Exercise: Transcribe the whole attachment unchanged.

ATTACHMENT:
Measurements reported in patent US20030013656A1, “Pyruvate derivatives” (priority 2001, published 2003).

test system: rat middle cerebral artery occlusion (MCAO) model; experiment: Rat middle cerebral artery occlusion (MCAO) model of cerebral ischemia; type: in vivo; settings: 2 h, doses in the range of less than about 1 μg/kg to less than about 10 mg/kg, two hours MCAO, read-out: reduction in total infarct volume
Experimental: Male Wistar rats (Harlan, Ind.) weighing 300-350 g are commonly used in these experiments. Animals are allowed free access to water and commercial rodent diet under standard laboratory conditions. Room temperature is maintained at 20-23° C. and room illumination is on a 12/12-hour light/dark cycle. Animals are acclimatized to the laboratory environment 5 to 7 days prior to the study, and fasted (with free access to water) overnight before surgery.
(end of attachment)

Measurements reported in patent US20030013656A1, “Pyruvate derivatives” (priority 2001, published 2003).

test system: rat middle cerebral artery occlusion (MCAO) model; experiment: Rat middle cerebral artery occlusion (MCAO) model of cerebral ischemia; type: in vivo; settings: 2 h, doses in the range of less than about 1 μg/kg to less than about 10 mg/kg, two hours MCAO, read-out: reduction in total infarct volume
Experimental: Male Wistar rats (Harlan, Ind.) weighing 300-350 g are commonly used in these experiments. Animals are allowed free access to water and commercial rodent diet under standard laboratory conditions. Room temperature is maintained at 20-23° C. and room illumination is on a 12/12-hour light/dark cycle. Animals are acclimatized to the laboratory environment 5 to 7 days prior to the study, and fasted (with free access to water) overnight before surgery.